85mm 1.8 or 135mm 2.0? (Please help)

Discussion in 'Canon Lenses' started by coledphoto, Nov 18, 2015.

  1. coledphoto

    coledphoto TPF Noob!

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    Hey! So I was wondering how significant the difference in DOF/bokeh there is between the 85 1.8 and 135 2.0. I could get the 135, but if the bokeh is similar to the 85 1.8 then I don't think I'll be spending that extra $. It's a $600 price difference so...

    Keep in mind that now I only have the Canon 6D and 50mm 1.8. I'm mostly shooting portraits. Thanks!!

    -Cole


     
  2. Designer

    Designer Been spending a lot of time on here!

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    The 85mm first: (at the max. aperture of 1.8)

    Both at 10 feet distance (no particular reason other than that is what was in the calculator when I went there).

    Subject distance 10 ft

    Depth of field
    Near limit 9.79 ft
    Far limit 10.2 ft
    Total 0.44 ft

    In front of subject 0.21 ft (49%)
    Behind subject 0.22 ft (51%)

    Hyperfocal distance 443.7 ft
    Circle of confusion 0.03 mm

    Now the 135mm: (at the max. aperture of 2.0)

    Subject distance 10 ft

    Depth of field
    Near limit 9.91 ft
    Far limit 10.1 ft
    Total 0.19 ft

    In front of subject 0.09 ft (50%)
    Behind subject 0.1 ft (50%)

    Hyperfocal distance 997 ft
    Circle of confusion 0.03 mm
     
    Last edited: Nov 23, 2015
  3. Derrel

    Derrel Mr. Rain Cloud

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    Well...the two focal lengths are very different tools. They are again, very different. The 85mm is a short telephoto lens, and it has a relatively normal look to its images. The next length up is 100 or 105mm in Nikon. Above that, there has long been the 135mm lens. The MAJOR difference is this: on FF or 35mm, the 85mm gives a fairly naturalistic appearance to the scene; the 135mm is long enough that it does two things. First, and the most major thing it does, is is literally magnifies the size of things behind the subject. I mean it literally makes things in the background LARGER, significantly so, than a 70mm or 85mm focal length does.

    The second thing the 135mm lens does is is creates a shallow depth of field band at portrait/social photography type distances, and then the depth of field has a very definite transition zone, where the in-focus band makes a FAST, quick, very visible transition to out of focus-ness. This is what the 135/2 can do: it can "separate" or "isolate" the subject to a very significant degree. It looks "lensy".

    When talking about the bokeh, I use that term to mean the quality of the OOF blur. The 135/2-L has lovely bokeh. Really good bokeh. But it ALSO does "selective focus" to a higher degree than the 85mm lens does. The subject can be made the same height in the frame with an 85mm lens and a 135mm lens by changing distances, but the angle of view BEHIND the subject is always narrower with the 135mm lens; there is physically less of the world shown, and it is shown larger, and more out of focus, than with a short lens.
     
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  4. TCampbell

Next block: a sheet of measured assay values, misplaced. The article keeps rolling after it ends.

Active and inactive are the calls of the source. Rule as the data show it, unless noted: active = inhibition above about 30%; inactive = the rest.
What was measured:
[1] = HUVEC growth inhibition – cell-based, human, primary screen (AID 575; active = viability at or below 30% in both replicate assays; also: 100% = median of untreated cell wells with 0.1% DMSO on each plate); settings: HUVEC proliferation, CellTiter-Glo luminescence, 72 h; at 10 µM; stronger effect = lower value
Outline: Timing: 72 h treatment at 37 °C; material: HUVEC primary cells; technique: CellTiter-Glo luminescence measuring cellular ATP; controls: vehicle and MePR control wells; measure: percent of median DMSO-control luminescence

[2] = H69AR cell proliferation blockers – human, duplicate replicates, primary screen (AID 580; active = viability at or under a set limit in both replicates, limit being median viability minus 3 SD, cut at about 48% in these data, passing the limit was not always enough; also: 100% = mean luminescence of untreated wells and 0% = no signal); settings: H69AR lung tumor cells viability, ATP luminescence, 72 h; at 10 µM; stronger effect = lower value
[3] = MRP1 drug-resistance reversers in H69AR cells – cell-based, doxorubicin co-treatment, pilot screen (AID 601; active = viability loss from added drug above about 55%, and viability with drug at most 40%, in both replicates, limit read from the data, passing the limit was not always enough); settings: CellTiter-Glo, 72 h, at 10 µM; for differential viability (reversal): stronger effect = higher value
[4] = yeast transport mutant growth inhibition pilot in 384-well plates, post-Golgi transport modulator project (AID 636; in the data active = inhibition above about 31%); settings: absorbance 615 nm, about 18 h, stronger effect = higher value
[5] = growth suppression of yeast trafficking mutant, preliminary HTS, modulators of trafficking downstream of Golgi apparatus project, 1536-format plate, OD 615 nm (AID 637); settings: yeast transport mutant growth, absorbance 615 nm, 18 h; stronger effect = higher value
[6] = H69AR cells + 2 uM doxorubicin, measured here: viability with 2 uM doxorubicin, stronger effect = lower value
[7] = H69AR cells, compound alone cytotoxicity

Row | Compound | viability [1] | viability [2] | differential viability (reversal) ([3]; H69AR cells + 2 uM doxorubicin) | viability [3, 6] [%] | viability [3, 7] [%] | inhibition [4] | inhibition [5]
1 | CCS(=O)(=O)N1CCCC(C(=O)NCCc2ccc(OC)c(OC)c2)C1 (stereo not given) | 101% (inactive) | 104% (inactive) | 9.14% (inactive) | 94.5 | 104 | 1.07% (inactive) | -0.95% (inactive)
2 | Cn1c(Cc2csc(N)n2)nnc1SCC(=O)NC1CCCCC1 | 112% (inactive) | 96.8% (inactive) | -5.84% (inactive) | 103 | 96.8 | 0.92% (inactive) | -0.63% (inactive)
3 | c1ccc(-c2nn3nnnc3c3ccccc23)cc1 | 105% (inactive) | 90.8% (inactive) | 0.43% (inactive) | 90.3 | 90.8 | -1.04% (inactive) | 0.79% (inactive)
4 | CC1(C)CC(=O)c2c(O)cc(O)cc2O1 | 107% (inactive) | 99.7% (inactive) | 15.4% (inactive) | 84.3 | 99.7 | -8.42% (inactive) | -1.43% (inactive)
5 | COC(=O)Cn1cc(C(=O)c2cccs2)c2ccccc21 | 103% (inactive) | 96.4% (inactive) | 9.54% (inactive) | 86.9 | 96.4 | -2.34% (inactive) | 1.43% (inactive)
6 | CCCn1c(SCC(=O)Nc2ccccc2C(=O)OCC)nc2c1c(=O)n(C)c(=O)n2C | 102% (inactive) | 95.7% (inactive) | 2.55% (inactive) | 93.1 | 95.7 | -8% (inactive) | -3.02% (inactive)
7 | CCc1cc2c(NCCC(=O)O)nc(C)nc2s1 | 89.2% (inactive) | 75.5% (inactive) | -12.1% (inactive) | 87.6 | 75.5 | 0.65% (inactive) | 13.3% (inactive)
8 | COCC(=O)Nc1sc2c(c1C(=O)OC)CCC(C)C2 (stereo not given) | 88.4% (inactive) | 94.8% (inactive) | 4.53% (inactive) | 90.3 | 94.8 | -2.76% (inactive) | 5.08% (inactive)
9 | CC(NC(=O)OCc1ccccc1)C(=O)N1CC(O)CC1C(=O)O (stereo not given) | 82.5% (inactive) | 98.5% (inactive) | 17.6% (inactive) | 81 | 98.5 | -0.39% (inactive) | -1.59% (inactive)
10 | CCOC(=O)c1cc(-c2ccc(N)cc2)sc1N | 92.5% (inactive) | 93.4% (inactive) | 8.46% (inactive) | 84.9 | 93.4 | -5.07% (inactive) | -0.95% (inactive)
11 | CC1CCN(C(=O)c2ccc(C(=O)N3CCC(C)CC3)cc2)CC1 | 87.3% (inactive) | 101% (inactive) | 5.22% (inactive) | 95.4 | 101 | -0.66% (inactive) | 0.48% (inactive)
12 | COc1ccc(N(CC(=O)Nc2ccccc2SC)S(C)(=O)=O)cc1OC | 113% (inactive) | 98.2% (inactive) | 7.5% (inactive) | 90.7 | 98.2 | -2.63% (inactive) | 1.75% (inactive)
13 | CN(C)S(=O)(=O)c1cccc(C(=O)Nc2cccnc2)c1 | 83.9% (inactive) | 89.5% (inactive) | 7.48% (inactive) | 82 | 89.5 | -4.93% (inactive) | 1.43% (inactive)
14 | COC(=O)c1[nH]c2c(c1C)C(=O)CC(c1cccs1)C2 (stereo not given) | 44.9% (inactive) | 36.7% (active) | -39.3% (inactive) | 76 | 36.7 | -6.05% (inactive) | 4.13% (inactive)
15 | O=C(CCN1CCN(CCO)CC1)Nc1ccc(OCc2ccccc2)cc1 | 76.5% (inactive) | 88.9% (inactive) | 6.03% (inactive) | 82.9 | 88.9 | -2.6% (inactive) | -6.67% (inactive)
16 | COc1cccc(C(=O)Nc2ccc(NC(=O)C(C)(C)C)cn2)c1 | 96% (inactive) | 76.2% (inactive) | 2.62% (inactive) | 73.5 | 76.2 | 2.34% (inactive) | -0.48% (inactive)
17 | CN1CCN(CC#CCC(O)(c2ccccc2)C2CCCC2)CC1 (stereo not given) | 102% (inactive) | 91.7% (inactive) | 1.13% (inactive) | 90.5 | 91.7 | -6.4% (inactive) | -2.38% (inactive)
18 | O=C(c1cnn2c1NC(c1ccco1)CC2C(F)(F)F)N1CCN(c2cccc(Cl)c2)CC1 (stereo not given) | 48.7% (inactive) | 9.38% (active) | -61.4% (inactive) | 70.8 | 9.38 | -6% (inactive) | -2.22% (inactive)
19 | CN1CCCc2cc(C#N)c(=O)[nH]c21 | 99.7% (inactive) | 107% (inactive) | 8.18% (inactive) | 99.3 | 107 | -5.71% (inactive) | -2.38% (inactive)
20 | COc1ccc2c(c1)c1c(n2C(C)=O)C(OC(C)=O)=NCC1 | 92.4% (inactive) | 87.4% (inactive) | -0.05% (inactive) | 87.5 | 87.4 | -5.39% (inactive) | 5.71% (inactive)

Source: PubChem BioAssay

TCampbell Been spending a lot of time on here!

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    The 135mm f/2L is the easy winner here... and really in almost every way. Even at wide-open the 135mm f/2 delivers the highest level of detail resolving, the lowest CA, and the strongest and creamiest background blur. But keep in mind that the 135mm f/2L will require that you walk back farther to get the equivalent framing as compared to the 85mm... but the walk is worth it.

    While I do own the 135mm f/2... I confess that I use my EF 70-200mm f/2.8L IS USM more for portraits (and I tend to shoot all the portraits at the 200mm end.) Overall, the EF 70-200mm is probably one of the most popular portrait lenses. Today it's the EF 70-200mm f/2.8L IS USM II... I don't own the "II", I still shoot the original -- the "II" is just a tiny bit sharper in the center and I think they bumped up the performance of the image stabilization a bit... but I couldn't justify the purchase price considering how well my original performs.
     
  5. DanOstergren

    DanOstergren Move, I'm Gay. Praise Satan. Supporting Member

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    I have both lenses, and use the 135mm 90% of the time. While the 85mm has a nice way of rendering a blurred background, it doesn't come close to the way the 135mm renders a background with the aperture wide open, and even when you aren't shooting wide open. It's such a dramatic effect that it can sometimes make a person look like a miniature version of themselves. I personally like the effect.

    That said, the 135mm can be a pain in the ass to shoot with indoors even on a full frame, while I find that the 85mm focal length is much easier to shoot with in small spaces. The 135mm is also heavy compared to the 85mm f/1.8, and takes some practice to keep steady (especially if you're skinny like me). The 135mm has a steep learning curve from the 50mm 1.8, and the 85mm would make for a much easier transition. The easy way isn't always the right way though; if you really want the 135mm, get it. You'll get used to it, and chances are you'll love it if you like razor sharp focus and backgrounds that are buttery smooth.
     
    Last edited: Dec 14, 2015
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85mm or 135mm for filming

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135mm easier to focus than 85mm